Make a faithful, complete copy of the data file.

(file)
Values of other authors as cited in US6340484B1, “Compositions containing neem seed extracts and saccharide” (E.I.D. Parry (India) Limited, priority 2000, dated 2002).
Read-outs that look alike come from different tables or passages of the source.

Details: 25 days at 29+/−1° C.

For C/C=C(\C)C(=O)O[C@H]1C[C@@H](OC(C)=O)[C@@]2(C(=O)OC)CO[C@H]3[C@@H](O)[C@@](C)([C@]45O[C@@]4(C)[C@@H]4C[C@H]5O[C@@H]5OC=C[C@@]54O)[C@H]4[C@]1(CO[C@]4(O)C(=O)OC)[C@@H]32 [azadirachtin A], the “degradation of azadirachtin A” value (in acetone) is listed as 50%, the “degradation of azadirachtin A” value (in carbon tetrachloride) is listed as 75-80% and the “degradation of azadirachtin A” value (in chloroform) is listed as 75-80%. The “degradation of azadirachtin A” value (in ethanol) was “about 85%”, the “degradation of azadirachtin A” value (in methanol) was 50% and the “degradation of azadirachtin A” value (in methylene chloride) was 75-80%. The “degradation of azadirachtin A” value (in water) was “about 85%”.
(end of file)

Values of other authors as cited in US6340484B1, “Compositions containing neem seed extracts and saccharide” (E.I.D. Parry (India) Limited, priority 2000, dated 2002).
Read-outs that look alike come from different tables or passages of the source.

Details: 25 days at 29+/−1° C.

For C/C=C(\C)C(=O)O[C@H]1C[C@@H](OC(C)=O)[C@@]2(C(=O)OC)CO[C@H]3[C@@H](O)[C@@](C)([C@]45O[C@@]4(C)[C@@H]4C[C@H]5O[C@@H]5OC=C[C@@]54O)[C@H]4[C@]1(CO[C@]4(O)C(=O)OC)[C@@H]32 [azadirachtin A], the “degradation of azadirachtin A” value (in acetone) is listed as 50%, the “degradation of azadirachtin A” value (in carbon tetrachloride) is listed as 75-80% and the “degradation of azadirachtin A” value (in chloroform) is listed as 75-80%. The “degradation of azadirachtin A” value (in ethanol) was “about 85%”, the “degradation of azadirachtin A” value (in methanol) was 50% and the “degradation of azadirachtin A” value (in methylene chloride) was 75-80%. The “degradation of azadirachtin A” value (in water) was “about 85%”.